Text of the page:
Wednesday, September 17, 2008

Carmona v. Carmona (9th Cir. - Sept. 17, 2008)

When you're reading a case about ERISA and the Rooker-Feldman doctrine (i.e., zzzzzzzz), you don't typically expect to see sentences like: "the dispute in this case only concerns wives number eight and nine. None of the previous seven wives are involved in the present litigation." (!)

But I guess one of the downsides of marrying nine different people, even if done successively, is that the distribution of your retirement assets might get a little confusing. Though I'm quite positive that this is the least of your problems. :-)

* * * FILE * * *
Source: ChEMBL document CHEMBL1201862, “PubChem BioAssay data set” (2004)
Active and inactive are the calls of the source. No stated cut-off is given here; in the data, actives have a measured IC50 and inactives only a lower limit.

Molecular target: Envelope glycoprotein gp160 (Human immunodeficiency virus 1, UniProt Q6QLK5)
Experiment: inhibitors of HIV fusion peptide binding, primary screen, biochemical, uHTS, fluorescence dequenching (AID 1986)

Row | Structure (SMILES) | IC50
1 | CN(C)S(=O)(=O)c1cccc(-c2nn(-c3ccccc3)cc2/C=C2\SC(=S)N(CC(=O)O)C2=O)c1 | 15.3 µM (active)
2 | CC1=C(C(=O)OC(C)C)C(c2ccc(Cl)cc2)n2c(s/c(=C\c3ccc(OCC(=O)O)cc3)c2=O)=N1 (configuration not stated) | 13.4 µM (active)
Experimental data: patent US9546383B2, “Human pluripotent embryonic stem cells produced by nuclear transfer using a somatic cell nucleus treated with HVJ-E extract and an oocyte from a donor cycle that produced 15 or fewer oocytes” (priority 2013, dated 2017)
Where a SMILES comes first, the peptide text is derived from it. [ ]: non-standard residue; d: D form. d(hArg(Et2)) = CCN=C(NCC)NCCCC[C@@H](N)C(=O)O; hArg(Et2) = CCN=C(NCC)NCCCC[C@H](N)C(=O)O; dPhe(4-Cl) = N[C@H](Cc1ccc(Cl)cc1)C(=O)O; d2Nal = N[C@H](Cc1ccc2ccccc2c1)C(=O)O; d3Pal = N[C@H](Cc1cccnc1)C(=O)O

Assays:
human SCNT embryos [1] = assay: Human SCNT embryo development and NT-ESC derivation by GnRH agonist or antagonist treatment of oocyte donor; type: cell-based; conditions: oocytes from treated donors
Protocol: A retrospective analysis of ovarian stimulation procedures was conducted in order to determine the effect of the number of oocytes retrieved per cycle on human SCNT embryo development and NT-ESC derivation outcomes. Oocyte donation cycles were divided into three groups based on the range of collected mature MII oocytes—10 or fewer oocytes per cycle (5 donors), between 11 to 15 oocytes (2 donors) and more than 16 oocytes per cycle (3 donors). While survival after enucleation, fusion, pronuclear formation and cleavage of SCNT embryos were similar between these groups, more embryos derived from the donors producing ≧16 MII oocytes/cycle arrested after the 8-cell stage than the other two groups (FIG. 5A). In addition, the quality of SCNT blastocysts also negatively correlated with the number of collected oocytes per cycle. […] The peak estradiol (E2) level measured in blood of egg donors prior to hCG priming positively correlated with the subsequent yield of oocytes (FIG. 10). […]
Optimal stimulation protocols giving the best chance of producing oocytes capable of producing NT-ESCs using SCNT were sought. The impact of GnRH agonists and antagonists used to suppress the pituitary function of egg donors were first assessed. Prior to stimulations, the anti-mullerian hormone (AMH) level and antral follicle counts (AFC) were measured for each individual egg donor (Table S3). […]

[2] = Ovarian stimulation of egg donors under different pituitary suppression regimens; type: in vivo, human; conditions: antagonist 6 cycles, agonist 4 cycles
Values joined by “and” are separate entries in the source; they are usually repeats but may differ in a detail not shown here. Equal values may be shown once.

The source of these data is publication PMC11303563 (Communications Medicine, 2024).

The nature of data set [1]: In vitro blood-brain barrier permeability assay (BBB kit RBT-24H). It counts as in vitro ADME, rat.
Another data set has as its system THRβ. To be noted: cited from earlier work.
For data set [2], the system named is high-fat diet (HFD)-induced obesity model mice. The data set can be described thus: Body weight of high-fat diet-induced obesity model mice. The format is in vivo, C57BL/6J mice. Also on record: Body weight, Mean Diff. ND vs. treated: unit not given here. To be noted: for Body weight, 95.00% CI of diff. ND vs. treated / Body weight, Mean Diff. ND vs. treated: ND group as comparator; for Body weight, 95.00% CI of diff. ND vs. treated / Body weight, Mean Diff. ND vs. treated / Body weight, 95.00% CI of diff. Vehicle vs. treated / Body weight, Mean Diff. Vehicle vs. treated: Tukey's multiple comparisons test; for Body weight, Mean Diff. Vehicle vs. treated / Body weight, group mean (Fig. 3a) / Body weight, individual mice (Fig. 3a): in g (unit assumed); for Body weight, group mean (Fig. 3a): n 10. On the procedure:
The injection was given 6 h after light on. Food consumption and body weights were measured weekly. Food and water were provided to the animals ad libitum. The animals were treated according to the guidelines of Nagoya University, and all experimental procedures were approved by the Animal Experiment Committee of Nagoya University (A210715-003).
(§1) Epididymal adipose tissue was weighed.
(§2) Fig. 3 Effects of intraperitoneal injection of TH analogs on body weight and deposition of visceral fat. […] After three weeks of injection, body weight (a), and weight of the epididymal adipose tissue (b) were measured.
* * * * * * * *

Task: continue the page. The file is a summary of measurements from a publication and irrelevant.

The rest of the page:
Wife No. Nine gets two years of loving before her hubby dies, and nine years (and counting) of litigation with Wife No. Eight. No fun all around.